Monday, February 21, 2011

The Significance of Tongues in Relation to Praise

“Speaking the Wonderful Works of God”
"And they were all filled with the Holy Spirit and began to speak with other tongues (languages) as the Spirit gave them utterance…. Then they [Jews from foreign nations] were all amazed and marveled, saying to one another, ‘Look, are not all these who speak Galileans? And how is it that we hear, each in our own language? ...we hear them speaking in our own tongues the wonderful works of God.” Acts 2: 1-11;

Tongues: for Prayer and Praise, Not for Preaching.
People who do not understand the purpose of tongues use 1 Corinthians 14: 14-26 as a basis for forbidding them altogether. The following paragraph is my understanding of what Paul meant.

The praise in tongues on the Day of Pentecost was not meant to edify the listeners, but was a sign that captured their attention and drew them to the gathering. The foreigners thought these worshippers were drunk. This is a good illustration of what Paul meant in 1 Corinthians 14: 23 where he says that an uninformed person or unbeliever may think you’re crazy. The Day of Pentecost exemplifies Paul’s teaching that prayer and praise in tongues are directed to God and not to man. Tongues edify the speaker but may in some cases be a sign to the listeners (1 Corinthians 14: 22).
The crowd heard their own languages, and knew these people were praising God. However, the praises did not explain anything to the listeners, but rather, got their attention and raised the question, “What does this mean?” Peter then stood up and gave the sermon that provided the answer. The “10,000 words in tongues” did not edify the crowd but did give praise to God and served as a sign to gather the multitude to hear Peter’s message.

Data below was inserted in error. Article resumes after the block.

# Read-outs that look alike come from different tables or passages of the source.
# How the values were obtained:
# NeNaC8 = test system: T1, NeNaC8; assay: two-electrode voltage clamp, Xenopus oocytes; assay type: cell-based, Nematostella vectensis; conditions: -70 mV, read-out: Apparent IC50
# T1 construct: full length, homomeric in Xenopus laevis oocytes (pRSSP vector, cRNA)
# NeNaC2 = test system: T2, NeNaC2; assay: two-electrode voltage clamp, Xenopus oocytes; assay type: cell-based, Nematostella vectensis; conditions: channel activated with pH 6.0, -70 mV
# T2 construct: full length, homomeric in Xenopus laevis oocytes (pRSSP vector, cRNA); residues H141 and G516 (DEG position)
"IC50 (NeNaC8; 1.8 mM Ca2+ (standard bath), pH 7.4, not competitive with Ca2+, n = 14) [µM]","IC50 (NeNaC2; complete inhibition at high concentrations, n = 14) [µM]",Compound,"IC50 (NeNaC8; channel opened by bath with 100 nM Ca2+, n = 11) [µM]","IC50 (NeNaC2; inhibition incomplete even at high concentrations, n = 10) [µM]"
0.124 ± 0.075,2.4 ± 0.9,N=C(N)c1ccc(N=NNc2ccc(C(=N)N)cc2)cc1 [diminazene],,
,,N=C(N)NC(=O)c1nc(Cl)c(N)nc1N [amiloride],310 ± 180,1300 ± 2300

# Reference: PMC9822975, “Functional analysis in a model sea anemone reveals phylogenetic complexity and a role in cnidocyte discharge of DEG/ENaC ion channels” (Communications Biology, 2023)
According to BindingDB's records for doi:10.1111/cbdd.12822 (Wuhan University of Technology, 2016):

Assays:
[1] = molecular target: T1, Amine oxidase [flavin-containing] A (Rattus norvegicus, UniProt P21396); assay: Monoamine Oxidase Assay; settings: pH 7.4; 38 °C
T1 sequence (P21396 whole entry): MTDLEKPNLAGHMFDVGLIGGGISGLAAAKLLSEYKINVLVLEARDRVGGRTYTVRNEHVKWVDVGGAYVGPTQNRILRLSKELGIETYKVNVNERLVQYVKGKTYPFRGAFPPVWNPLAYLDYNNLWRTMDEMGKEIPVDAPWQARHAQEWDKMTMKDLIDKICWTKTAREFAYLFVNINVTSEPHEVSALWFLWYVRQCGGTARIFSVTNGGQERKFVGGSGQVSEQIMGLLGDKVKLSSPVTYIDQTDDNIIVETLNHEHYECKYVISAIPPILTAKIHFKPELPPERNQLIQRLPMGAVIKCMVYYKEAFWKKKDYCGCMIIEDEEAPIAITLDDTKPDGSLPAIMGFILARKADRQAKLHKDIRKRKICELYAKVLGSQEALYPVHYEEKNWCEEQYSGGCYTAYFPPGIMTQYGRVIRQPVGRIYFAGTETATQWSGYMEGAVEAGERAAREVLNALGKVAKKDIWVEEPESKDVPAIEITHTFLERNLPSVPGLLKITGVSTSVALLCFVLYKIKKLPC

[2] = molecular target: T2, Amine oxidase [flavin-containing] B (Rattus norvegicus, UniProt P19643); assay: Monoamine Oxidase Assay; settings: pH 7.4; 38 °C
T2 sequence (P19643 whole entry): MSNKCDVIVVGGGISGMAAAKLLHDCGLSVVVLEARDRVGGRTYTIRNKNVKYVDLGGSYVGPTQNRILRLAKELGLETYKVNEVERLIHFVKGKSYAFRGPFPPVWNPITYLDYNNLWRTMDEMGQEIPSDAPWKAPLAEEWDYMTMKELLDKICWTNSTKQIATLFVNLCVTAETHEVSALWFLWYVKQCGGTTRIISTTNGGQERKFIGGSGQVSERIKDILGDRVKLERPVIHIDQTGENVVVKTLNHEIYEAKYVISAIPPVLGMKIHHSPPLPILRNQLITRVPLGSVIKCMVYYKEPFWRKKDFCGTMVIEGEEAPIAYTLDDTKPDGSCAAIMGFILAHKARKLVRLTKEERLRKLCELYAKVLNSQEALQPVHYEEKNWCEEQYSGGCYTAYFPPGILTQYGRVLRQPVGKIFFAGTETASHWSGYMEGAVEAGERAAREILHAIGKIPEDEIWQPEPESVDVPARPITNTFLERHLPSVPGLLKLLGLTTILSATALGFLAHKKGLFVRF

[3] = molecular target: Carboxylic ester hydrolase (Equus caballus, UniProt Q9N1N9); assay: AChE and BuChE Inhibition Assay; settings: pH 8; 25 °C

A Form of Praise We See in the Psalms
The worshippers on the Day of Pentecost were speaking to God, recounting and rehearsing his mighty acts and thanking Him for all He has done. This is a form of praise we find throughout the Psalms. Praying in tongues enables us, like the Psalmist, to “speak the wonderful works of God,” but supernaturally in earthly languages (tongues of men) or in heavenly languages (tongues of angels).
”Though I speak with the tongues of men or of angels…” 1 Corinthians 13:
"Who can speak of (utter) the mighty deeds of the Lord, or can show forth all His praise?" Psalms 106: 2
"Oh that men would praise the Lord for His goodness, for His wonderful works to the children of men." Psalm 107: 8, 15, 21, 31
"Oh give thanks to the Lord… make known His deeds among the peoples. Sing to Him, sing praises to Him. Speak of all His wonders (wondrous works). Psalm 105: 1-2

“Spiritual Songs” Are Songs of the Spirit.
“What is it then…I will sing with the spirit, and I will also sing with the understanding…for indeed you give thanks well…” 1 Corinthians 14: 15-17.
“…be filled with the Spirit, speaking to one another in psalms, hymns and spiritual songs, singing and making melody in your heart to the Lord.” Ephesians 5: 18-19
“…in psalms and hymns and spiritual songs, singing with grace in your hearts to the Lord.” Colosians 3: 16